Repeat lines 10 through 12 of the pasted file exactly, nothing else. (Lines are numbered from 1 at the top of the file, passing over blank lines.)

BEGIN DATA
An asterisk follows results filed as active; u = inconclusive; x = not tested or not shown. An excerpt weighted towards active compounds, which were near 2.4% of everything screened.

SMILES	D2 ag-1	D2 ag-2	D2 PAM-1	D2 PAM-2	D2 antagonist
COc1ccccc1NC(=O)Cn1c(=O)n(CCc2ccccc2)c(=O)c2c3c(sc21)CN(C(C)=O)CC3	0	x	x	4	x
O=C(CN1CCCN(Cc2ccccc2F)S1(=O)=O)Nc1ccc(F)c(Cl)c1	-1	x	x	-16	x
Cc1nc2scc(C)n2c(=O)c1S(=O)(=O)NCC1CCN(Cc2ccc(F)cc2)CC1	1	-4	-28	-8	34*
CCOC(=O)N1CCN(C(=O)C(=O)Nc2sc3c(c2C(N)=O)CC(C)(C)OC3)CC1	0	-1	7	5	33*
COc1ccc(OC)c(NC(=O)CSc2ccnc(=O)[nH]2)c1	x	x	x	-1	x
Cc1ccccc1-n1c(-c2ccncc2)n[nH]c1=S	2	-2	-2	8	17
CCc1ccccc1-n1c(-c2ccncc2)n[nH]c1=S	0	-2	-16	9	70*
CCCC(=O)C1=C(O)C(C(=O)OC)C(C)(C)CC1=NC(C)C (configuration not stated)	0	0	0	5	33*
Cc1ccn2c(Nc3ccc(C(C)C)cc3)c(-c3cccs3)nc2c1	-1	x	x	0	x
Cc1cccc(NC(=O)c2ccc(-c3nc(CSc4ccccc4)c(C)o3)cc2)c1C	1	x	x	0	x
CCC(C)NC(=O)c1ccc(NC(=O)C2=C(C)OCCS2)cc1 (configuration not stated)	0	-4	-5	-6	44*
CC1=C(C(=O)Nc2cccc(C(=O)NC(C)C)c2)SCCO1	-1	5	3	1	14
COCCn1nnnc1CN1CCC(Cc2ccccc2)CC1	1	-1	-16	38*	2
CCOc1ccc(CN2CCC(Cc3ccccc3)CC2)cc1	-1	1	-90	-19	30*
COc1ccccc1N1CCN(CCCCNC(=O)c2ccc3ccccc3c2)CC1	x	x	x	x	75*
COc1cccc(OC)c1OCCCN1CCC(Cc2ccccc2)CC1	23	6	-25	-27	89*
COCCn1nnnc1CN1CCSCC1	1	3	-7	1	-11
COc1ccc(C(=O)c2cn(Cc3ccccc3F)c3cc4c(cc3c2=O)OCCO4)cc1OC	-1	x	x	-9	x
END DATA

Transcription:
CCCC(=O)C1=C(O)C(C(=O)OC)C(C)(C)CC1=NC(C)C (configuration not stated)	0	0	0	5	33*
Cc1ccn2c(Nc3ccc(C(C)C)cc3)c(-c3cccs3)nc2c1	-1	x	x	0	x
Cc1cccc(NC(=O)c2ccc(-c3nc(CSc4ccccc4)c(C)o3)cc2)c1C	1	x	x	0	x